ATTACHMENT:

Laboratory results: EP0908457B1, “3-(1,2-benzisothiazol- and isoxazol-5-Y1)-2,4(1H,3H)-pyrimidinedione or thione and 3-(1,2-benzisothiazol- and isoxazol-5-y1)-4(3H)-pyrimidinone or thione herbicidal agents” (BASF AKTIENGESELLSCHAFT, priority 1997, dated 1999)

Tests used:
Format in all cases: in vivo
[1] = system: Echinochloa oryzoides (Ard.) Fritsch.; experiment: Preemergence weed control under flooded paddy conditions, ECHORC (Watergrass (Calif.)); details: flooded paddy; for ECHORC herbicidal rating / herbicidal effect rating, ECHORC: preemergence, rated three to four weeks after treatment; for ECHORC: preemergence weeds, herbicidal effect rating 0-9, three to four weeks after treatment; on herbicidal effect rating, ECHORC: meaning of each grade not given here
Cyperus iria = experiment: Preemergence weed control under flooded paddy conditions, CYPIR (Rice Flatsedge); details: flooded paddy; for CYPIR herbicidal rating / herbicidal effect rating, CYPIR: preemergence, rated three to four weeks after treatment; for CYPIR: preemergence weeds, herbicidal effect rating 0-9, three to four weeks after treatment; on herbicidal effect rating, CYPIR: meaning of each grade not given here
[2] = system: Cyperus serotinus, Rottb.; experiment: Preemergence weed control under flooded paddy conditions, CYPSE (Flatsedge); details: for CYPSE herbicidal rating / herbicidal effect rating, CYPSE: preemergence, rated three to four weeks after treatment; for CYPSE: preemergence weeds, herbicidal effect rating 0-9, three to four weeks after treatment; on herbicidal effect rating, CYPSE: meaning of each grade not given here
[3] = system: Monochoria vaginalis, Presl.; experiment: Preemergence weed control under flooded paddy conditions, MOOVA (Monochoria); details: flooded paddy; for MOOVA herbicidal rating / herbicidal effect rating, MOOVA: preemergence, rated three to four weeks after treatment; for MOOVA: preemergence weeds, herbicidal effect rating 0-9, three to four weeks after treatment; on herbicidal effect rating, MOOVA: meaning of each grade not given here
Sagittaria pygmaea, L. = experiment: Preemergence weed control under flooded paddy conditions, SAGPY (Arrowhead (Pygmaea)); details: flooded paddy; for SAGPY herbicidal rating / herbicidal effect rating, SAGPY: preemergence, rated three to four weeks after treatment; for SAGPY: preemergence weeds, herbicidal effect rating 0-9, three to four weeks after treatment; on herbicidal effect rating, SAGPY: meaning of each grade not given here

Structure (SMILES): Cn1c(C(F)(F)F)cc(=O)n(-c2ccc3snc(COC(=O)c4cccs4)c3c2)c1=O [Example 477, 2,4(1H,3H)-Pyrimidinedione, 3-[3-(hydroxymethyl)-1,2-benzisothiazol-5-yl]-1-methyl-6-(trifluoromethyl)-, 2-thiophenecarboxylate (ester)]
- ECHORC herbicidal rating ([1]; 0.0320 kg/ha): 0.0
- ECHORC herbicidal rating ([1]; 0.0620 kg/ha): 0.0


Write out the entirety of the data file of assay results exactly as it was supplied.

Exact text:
Laboratory results: EP0908457B1, “3-(1,2-benzisothiazol- and isoxazol-5-Y1)-2,4(1H,3H)-pyrimidinedione or thione and 3-(1,2-benzisothiazol- and isoxazol-5-y1)-4(3H)-pyrimidinone or thione herbicidal agents” (BASF AKTIENGESELLSCHAFT, priority 1997, dated 1999)

Tests used:
Format in all cases: in vivo
[1] = system: Echinochloa oryzoides (Ard.) Fritsch.; experiment: Preemergence weed control under flooded paddy conditions, ECHORC (Watergrass (Calif.)); details: flooded paddy; for ECHORC herbicidal rating / herbicidal effect rating, ECHORC: preemergence, rated three to four weeks after treatment; for ECHORC: preemergence weeds, herbicidal effect rating 0-9, three to four weeks after treatment; on herbicidal effect rating, ECHORC: meaning of each grade not given here
Cyperus iria = experiment: Preemergence weed control under flooded paddy conditions, CYPIR (Rice Flatsedge); details: flooded paddy; for CYPIR herbicidal rating / herbicidal effect rating, CYPIR: preemergence, rated three to four weeks after treatment; for CYPIR: preemergence weeds, herbicidal effect rating 0-9, three to four weeks after treatment; on herbicidal effect rating, CYPIR: meaning of each grade not given here
[2] = system: Cyperus serotinus, Rottb.; experiment: Preemergence weed control under flooded paddy conditions, CYPSE (Flatsedge); details: for CYPSE herbicidal rating / herbicidal effect rating, CYPSE: preemergence, rated three to four weeks after treatment; for CYPSE: preemergence weeds, herbicidal effect rating 0-9, three to four weeks after treatment; on herbicidal effect rating, CYPSE: meaning of each grade not given here
[3] = system: Monochoria vaginalis, Presl.; experiment: Preemergence weed control under flooded paddy conditions, MOOVA (Monochoria); details: flooded paddy; for MOOVA herbicidal rating / herbicidal effect rating, MOOVA: preemergence, rated three to four weeks after treatment; for MOOVA: preemergence weeds, herbicidal effect rating 0-9, three to four weeks after treatment; on herbicidal effect rating, MOOVA: meaning of each grade not given here
Sagittaria pygmaea, L. = experiment: Preemergence weed control under flooded paddy conditions, SAGPY (Arrowhead (Pygmaea)); details: flooded paddy; for SAGPY herbicidal rating / herbicidal effect rating, SAGPY: preemergence, rated three to four weeks after treatment; for SAGPY: preemergence weeds, herbicidal effect rating 0-9, three to four weeks after treatment; on herbicidal effect rating, SAGPY: meaning of each grade not given here

Structure (SMILES): Cn1c(C(F)(F)F)cc(=O)n(-c2ccc3snc(COC(=O)c4cccs4)c3c2)c1=O [Example 477, 2,4(1H,3H)-Pyrimidinedione, 3-[3-(hydroxymethyl)-1,2-benzisothiazol-5-yl]-1-methyl-6-(trifluoromethyl)-, 2-thiophenecarboxylate (ester)]
- ECHORC herbicidal rating ([1]; 0.0320 kg/ha): 0.0
- ECHORC herbicidal rating ([1]; 0.0620 kg/ha): 0.0